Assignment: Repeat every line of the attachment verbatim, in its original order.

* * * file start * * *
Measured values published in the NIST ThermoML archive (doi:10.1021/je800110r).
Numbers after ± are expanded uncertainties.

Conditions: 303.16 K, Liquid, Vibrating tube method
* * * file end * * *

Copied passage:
Measured values published in the NIST ThermoML archive (doi:10.1021/je800110r).
Numbers after ± are expanded uncertainties.

Conditions: 303.16 K, Liquid, Vibrating tube method